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Friday, June 26, 2009
 
Catching Up with Links

* Brandon Jennings, a 19-year-old who earned over a million dollars playing basketball in Italy last season, was drafted 10th overall by the Milwaukee Bucks in last night's NBA draft, ahead of a number of high-profile college players. Significance? Some believed that Jennings risked hurting his draft status by playing abroad and away from the TV coverage that players receive at top college programs. I never found that concern particularly persuasive, since NBA teams regularly scout Europe and other parts of the globe, and I presume teams are most interested in drafting the best available player or the player best fitting team needs--rather than the most well-known player (and fans' recognition of drafted players didn't help the Cavs after drafting Trajan Langdon at #11 in 1999 or the Bobcats after drafting Adam Morrison at #3 in 2006 or the Nets after drafting Ed O'Bannon at #9 in 1995 etc.). For more on Jennings, see Jeff Goodman's "Jennings' Experiment Pays Off."

* Steve Wieberg and Marlen Garcia have an interesting piece connecting the "one and done" phenomenon of college basketball (where a player attends college for one year in order to satisfy the NBA's eligibility restriction) and corruption at several marquee college programs.

* Contained within the seemingly ubiquitous coverage of Michael Jackson's death, Chad Finn of the Boston Globe has a good feature on a chain of events that began in 1985 with the Sullivan Family, which owned the Patriots, financing Jackson's "Victory" tour and ended with Bob Kraft buying the Patriots (which in turn lead to Bill Parcells, Bill Belichick, and three super bowls).

* Jeff Levine has a good piece on the Biz of Hockey on the Coyotes/NHL recent litigation.





2 Comments:

Michael,

I just wanted to say that I'm a big fan of the attention you've been giving to Brandon Jennings' European adventure. I can't understand why some pundits have been knocking Jennings' decision since it seemed like an awfully mature decision given his circumstances.

Though it's probably not for everyone, the move definitely paid off for Jennings. First off, for a kid from Compton who needed the cash and to help support his family, he got over a cool million to play, sponsorship money from Under Armour and, most likely, a paid place to live in Europe. He's not yet set for life but he's got a great financial head start.

Secondly, he got to experience foreign cultures first hand and see how grown men of different backgrounds interacted on a professional team. If you think the rivalry between East Coast and West Coast players is bad, you should try playing with - as Jennings did - with Western Europeans, Eastern Europeans, North Americans and South Americans. I would consider myself relatively mature but even I had some first hand lessons in cultural sensitivity while living in Europe for the past 1.5 years.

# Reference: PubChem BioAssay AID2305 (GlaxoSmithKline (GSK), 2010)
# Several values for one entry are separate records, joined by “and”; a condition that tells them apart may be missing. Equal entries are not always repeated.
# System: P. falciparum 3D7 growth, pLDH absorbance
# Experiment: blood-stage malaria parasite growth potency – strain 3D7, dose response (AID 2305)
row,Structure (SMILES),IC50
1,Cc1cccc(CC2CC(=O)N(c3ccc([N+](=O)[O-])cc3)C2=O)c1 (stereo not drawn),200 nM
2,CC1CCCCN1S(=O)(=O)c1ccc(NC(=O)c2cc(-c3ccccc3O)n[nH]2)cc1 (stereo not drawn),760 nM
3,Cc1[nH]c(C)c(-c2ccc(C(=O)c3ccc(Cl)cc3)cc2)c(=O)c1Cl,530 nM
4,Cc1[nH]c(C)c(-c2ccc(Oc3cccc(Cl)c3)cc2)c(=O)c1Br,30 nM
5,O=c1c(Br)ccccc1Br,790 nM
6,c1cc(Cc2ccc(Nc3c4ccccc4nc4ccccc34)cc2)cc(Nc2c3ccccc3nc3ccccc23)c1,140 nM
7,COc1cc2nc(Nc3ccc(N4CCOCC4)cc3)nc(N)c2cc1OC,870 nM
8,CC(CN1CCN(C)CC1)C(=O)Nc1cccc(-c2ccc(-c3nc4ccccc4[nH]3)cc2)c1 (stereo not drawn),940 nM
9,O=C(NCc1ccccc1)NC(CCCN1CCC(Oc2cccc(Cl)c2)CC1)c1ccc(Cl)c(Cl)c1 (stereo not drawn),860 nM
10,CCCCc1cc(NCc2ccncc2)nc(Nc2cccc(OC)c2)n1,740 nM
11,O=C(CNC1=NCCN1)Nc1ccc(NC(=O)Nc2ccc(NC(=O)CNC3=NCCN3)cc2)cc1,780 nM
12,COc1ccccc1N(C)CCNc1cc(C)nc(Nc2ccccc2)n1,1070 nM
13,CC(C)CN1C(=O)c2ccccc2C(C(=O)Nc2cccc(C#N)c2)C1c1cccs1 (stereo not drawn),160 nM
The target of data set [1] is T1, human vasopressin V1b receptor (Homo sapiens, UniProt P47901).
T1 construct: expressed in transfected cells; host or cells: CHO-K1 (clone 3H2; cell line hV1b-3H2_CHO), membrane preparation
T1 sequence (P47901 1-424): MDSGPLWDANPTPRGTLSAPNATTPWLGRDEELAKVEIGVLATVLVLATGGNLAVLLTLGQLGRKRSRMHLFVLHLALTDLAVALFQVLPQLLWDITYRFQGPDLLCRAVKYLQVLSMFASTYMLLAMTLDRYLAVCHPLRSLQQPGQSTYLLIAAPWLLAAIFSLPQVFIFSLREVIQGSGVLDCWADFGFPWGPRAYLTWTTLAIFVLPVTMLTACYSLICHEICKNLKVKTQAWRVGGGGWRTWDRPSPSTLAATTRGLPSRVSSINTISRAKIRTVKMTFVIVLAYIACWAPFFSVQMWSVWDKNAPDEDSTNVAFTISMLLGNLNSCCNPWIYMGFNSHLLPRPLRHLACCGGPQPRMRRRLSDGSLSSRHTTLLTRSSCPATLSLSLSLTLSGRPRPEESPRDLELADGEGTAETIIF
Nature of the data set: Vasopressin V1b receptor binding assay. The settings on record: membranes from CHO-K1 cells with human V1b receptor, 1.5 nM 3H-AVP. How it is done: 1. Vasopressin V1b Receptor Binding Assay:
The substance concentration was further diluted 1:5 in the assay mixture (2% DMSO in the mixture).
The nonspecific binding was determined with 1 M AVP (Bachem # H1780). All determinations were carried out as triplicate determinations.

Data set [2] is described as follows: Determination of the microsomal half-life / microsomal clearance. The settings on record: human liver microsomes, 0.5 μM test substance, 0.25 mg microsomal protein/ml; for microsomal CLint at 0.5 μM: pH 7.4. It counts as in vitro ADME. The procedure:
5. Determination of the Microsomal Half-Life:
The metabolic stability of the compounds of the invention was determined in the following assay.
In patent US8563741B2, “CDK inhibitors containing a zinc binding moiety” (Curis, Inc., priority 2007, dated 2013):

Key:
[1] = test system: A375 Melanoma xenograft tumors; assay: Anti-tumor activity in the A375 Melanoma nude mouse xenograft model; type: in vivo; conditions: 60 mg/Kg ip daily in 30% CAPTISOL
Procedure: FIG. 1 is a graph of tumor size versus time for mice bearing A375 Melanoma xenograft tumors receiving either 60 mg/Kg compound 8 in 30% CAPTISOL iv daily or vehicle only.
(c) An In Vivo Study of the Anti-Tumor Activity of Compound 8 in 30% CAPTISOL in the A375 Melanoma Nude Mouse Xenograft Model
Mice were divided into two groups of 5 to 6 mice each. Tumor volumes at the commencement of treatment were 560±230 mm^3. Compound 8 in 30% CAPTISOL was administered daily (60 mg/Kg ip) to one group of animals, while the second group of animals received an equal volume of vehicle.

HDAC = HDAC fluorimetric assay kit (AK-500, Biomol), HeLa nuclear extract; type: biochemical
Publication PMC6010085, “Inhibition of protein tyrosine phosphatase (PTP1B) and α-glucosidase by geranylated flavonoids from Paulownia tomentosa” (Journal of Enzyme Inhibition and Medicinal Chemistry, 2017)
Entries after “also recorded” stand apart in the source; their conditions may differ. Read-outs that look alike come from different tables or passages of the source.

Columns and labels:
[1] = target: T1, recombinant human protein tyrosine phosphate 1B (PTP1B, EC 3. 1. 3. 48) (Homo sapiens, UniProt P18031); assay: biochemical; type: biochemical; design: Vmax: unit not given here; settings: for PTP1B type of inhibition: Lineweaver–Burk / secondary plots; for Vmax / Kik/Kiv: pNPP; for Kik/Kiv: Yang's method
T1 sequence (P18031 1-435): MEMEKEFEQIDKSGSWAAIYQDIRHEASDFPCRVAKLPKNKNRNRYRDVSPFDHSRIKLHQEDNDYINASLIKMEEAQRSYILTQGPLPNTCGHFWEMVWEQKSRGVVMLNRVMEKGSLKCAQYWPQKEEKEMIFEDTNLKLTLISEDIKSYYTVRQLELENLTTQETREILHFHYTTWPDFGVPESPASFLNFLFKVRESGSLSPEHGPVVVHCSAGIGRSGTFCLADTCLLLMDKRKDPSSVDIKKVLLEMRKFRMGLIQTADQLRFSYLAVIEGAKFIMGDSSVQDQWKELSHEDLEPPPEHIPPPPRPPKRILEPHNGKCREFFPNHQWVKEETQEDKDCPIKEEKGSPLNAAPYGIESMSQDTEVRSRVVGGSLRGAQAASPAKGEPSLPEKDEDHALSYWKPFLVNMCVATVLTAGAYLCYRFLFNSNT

As for the issue of playing time, it's true that Jennings didn't play a whole lot but he got to experience the Euroleague first hand. The pressure of playing in front of those crowds is arguably more intense than any pressure that he would have faced at the NCAAs.

There may be some lingering questions about Brandon Jennings' maturity (and Bill Duffy's odd suggestion for Jennings to skip the green room and then reappear after being drafted certainly didn't help) but from what I can see Jennings got professional coaching, international experience and financial security for the measly cost of one year - a year that David Stern had needlessly taken from Jennings anyway (a probably top-10 pick even a year ago).

If I was an agent faced with a determined high school kid with mediocre grades and a desire for financial security prior to an NBA payday, I would be on the phone with Euroleague teams immediately. The worst case scenario is that the kid gets hurt but, if that is the concern, wouldn't DeJuan Blair be more of a cautionary tale?

Blair tore both ACLs in high school but recovered and had a fine career at Pitt. However, a reaggravation of the injury this past year certainly didn't help his draft stock and now he's got a non-guaranteed contract with the Spurs. He's lucky to be with a fine organization that needs him but either way he's now essentially at the mercy of R.C. Buford and Gregg Popovich.

In short, I'm glad Jennings got draft top-10 and proved the financial viability of the "Eurotrip" model. Maybe this will finally put an end to the sham of the age floor and the enforced (allegedly) paid "education" of one-and-done players like Derrick Rose.

I'm sure you've already mentioned all of this in your previous posts but I just wanted to share my thoughts with you and congratulate you on picking up on the Jennings story far earlier than most of the mainstream media.

Best,
Jason

Anonymous Jason Chung -- 6/27/2009 5:20 PM  


Jason,

Thanks for your terrific comments. You raise an excellent point about DeJuan Blair and the monetary loss he suffered (at least at this point in his career) as a result of the knee injury -- he is, as you note, just as much of a cautionary tale as any player who is deemed to have left school too early.

Blogger Michael McCann -- 6/28/2009 9:33 PM  


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